Miss Illinois visits students
Student Marcela Sandoval gets a picture taken with Megan Ervin, Miss Illinois 2012, who was a guest speaker at West Leyden High School meeting with the fashion classes, Fashion Club, and Work Coop classes from both campuses | James C. Svehla~for Sun-Times
Updated: December 18, 2012 3:12PM
Megan Irvin, age 23, was crowned Miss Illinois on June 30.The morning of Dec. 6, she traveled to West Leyden High School to discuss Dressing for Success with students in fashion classes, the Fashion Club and co-op students. On Jan. 12, she’ll compete for the title of Miss America in Las Vegas. She stopped by the offices of the Franklin Park Herald-Journal to discuss small town life, having an answer for everything and breaking the curse of being a runner-up.
Q: How did it go with the students this morning?
A: It went great. They had a lot of questions. What’s my favorite store? Where I shopped? They asked a lot of question about the wardrobe and for Miss America.
Q: Ever been to Northlake before?
A: I’ve passed through it on North Avenue. I’m going back to West Leyden (High School) in March during their safe driving week.
Q: You’re from Rushville? Where is that?
A: Usually I say Rushville, no one knows what I’m talking about. It’s an hour north of Springfield, 50 minutes from Quincy. A small town, 4,000 people.
Q: What was it like growing up there?
A: It was very close-knit. I was a five-sport athlete through high school; cross-country, track and field, basketball, cheerleading and competitive dance. They know your stats, know you’re a starter, know the medals you’ve won.
Q: When was your first pageant?
A: I didn’t enter a pageant until after I was a senior in high school. I needed to be older. I needed to be more mature. The girls in college did better. Then I went for Miss Schuyler County.
Q: And after that?
A: Then the Miss Illinois contest. I was first runner-up. Then I went to a different pageant organization. I got my stage presence locked down. I was Miss Macomb County (while at Western Illinois University). Then back to Miss Illinois.
Q: For a second time?
A: There is this first-runner-up curse. Every girl who was a first runner-up who came back would do worse. I decided to go back and give it one last shot. I broke the first runner-up curse and fulfilled my dream.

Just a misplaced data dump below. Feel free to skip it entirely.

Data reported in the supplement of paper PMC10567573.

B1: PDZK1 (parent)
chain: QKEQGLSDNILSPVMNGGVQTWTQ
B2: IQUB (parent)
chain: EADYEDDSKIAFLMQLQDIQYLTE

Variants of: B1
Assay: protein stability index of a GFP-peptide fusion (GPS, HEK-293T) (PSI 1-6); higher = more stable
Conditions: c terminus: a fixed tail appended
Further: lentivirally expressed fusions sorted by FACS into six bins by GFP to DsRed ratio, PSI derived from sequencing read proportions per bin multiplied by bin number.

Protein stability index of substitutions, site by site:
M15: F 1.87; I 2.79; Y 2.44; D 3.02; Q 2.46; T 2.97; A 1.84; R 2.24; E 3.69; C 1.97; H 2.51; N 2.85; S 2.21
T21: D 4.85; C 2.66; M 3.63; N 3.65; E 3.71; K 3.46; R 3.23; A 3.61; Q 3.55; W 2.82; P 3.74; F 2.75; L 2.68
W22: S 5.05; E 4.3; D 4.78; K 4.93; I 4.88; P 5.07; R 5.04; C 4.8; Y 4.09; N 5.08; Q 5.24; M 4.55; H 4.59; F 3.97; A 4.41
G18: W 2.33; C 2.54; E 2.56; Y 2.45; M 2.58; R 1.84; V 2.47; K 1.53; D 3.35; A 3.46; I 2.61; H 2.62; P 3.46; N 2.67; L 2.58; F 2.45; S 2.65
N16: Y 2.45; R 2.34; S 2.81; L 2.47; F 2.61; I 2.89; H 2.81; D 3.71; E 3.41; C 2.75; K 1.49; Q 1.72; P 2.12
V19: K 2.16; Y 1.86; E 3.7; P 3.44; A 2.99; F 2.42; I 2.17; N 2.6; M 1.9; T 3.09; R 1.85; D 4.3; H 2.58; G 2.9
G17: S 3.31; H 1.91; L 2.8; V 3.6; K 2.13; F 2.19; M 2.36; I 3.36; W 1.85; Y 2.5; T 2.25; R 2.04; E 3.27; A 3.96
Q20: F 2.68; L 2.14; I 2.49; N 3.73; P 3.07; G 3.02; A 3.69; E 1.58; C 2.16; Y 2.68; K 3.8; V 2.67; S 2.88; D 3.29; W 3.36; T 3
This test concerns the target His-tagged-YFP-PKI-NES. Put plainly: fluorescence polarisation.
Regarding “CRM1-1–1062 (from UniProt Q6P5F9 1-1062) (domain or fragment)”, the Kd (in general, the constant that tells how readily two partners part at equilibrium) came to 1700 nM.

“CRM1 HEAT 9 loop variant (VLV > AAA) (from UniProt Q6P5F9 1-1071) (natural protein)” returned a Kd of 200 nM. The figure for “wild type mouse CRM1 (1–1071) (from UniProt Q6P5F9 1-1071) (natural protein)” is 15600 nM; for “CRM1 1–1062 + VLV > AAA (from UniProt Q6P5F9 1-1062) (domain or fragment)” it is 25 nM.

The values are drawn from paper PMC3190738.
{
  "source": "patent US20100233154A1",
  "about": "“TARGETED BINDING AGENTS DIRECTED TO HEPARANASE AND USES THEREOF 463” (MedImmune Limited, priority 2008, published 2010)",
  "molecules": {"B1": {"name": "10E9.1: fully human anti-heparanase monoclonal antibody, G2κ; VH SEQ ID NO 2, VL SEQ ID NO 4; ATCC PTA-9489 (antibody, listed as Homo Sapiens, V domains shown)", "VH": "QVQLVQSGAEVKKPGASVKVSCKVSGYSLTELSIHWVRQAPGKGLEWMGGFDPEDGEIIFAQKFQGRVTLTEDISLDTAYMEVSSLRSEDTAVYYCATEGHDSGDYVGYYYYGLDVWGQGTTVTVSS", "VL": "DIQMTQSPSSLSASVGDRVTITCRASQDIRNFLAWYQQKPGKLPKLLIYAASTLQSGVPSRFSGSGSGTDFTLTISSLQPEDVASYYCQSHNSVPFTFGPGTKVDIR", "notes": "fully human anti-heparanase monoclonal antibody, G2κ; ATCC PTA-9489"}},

Q: How do you train for a pageant besides the physical?
A: Basically you’re studying for the ACT or the biggest test of your life. Hitting the books, especially in the weeks before the pageant. (Studying) politics, economics, hot topics. Lots of mock interviews. The Miss America organization is looking for more than personality. They’re looking for intelligence, poise, control, how you keep your composure when asked a difficult question.
Q: Ever have a question you couldn’t answer?
A: Today in the school they were trying to ask me about my personal life. Do you have a boyfriend? Do you think you’ll be married in a couple years? You could probably ask me what color undergarments I’m wearing and I’d probably tell you. I like to think I’m pretty good at formulating something or diverting it to something relatable.
Q: What’s it like to be looked at all the time?
A: I’m just used to it. It comes with the territory.
Q: Anything you don’t like about being Miss Illinois?
A: There are things that are harder to get used to. The traveling schedule. Sometimes living out of a car is a huge adjustment.
Q: How much have you traveled since becoming Miss Illinois?
A: Fifty to 75 appearances a month for the first few months. I got my car at the end of August with 38 miles. Now it’s pushing 13,000 or 14,000 miles. Some days I have five places to be. Some days two. I fill in the free time with rehearsals and exercising.